(Note: B major fits just as well as E major, and we could call the `A` a chromatic pitch in B major. My decision of E major comes from years of experience with tonal music, where it's a very common move for music to begin in the original key and move to the fifth scale degree. This is also more common than the ♭7 that would be the `A` at the beginning of a B-major excerpt.)

As for transposition, the quickest method (again, just my opinion) is to think in terms of scale degrees. In E major, the pitches you wrote are `1 7 1 7 1 1 7 1 2 3 2 3 4 5 ♯4 5 ♯4 5`. Now we can just think in D major—`D E F♯ G A B C♯ D`—and write out those scale degrees in D to transpose. This results in `D C♯ D ♯ D D C♯ D E F♯ E F♯ G A G♯ A G♯ A`.

• Nice answer. Just to point out: taking the original to be in E major means that the altered note is a #11, which is a common alteration, but taking B major to be the key means that the alteration is a b7, which would seem less common.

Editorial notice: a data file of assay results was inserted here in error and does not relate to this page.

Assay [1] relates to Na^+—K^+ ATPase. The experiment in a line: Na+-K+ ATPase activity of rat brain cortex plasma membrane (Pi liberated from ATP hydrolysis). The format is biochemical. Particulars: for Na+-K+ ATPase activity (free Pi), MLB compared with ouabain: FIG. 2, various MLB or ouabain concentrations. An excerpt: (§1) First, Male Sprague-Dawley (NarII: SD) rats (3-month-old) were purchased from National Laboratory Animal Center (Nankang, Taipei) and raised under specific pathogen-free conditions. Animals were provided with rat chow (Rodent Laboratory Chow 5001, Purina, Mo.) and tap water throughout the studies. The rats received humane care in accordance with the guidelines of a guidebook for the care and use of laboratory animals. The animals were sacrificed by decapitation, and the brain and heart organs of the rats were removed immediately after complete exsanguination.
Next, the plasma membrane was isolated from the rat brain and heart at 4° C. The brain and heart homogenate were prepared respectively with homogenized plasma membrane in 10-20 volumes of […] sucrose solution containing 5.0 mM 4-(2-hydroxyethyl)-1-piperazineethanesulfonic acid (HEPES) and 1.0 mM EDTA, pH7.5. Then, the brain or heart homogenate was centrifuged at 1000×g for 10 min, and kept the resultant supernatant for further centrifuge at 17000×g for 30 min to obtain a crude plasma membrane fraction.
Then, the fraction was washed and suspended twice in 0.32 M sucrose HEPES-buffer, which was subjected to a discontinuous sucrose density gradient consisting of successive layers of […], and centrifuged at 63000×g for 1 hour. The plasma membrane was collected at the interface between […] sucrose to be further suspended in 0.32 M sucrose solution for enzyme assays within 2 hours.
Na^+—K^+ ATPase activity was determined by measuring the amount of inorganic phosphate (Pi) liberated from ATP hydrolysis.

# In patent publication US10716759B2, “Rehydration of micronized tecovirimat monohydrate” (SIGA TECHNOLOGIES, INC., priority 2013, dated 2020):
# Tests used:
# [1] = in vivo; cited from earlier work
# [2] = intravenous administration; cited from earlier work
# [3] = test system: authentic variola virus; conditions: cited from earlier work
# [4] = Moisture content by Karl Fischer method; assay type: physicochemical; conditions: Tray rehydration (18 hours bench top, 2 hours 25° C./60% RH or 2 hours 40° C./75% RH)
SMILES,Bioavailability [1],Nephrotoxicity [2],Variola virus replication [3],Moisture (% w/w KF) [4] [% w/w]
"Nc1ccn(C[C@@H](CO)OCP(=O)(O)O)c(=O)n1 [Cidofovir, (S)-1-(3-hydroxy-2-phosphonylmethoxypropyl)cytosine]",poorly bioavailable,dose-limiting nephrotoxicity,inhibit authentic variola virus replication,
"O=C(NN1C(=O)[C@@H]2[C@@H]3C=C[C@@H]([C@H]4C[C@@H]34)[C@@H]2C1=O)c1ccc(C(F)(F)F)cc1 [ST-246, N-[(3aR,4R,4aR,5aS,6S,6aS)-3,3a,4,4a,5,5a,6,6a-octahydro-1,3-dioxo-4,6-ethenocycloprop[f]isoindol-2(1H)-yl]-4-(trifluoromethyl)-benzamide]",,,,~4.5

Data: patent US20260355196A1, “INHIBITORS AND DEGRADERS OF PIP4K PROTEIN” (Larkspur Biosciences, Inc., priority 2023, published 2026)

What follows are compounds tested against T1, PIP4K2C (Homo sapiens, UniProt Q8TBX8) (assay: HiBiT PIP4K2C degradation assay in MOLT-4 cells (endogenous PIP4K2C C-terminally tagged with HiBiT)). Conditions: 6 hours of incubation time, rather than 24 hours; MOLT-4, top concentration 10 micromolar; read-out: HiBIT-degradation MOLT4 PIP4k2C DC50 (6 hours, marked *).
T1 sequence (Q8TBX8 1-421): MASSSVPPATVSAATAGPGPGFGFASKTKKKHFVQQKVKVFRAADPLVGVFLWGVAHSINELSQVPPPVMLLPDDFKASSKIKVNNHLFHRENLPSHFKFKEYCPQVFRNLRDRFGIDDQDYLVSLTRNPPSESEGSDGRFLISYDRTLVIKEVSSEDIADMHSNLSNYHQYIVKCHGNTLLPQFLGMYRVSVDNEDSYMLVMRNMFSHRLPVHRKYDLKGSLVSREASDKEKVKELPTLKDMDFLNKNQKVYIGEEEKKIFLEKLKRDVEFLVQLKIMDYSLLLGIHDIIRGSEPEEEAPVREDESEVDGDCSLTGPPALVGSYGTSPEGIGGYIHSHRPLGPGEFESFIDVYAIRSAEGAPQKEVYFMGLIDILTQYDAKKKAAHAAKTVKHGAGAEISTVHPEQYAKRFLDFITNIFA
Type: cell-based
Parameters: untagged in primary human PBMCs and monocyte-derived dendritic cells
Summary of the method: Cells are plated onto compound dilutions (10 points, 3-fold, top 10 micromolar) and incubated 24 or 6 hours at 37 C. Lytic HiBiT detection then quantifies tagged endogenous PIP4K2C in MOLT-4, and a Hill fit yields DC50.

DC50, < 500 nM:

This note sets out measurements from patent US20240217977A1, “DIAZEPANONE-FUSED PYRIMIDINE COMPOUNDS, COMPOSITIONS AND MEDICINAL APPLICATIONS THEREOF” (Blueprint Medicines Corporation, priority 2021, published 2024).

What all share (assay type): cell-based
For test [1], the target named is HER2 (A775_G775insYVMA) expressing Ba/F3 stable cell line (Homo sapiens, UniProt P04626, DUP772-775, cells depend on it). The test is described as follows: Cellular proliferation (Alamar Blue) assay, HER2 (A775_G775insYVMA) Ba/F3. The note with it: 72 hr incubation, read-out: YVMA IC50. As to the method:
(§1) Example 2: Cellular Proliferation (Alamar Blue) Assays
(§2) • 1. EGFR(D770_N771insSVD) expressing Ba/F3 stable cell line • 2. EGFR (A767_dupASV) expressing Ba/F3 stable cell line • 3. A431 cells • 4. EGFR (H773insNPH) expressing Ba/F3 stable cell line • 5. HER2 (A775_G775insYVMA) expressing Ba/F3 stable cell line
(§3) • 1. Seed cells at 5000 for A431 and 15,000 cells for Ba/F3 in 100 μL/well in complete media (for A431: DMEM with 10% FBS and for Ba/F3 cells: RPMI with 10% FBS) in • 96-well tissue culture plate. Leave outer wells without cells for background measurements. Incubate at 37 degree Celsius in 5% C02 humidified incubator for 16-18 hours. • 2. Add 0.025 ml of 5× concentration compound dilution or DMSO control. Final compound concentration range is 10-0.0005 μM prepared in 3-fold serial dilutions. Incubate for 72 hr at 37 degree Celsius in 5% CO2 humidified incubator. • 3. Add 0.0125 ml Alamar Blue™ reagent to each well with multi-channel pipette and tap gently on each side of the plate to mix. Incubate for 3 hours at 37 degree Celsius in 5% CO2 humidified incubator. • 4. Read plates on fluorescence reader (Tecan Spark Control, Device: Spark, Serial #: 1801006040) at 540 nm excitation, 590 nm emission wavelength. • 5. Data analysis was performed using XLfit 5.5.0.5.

– user39614
Commented Jan 7, 2019 at 5:51
• Seems more likely in key E, with the B/A# copying the E/D#.
– Tim
Commented Jan 7, 2019 at 8:46
• So, the same melody may be in several different tonalities at once? Commented Jan 7, 2019 at 15:06
• @BarafuAlbino Not exactly, but close. A melody is usually in one tonality, but it can have passing references to other keys. We call these passing references "tonicizations." Commented Jan 7, 2019 at 18:22
• Very nice, concise description. I was thinking the same thing myself. Another reason for preferring E Major is the strong establishment of E with the opening phrase. It's just screaming "E Major!" Commented Jan 7, 2019 at 21:22

how do I determine which key they are in?

A) Recognise that those notes are the start of the overture to Mozart's The Marriage Of Figaro, but two semitones higher.

B) Note that that piece is in D major.

C) Infer that the notes in the question are therefore in E major.

:-)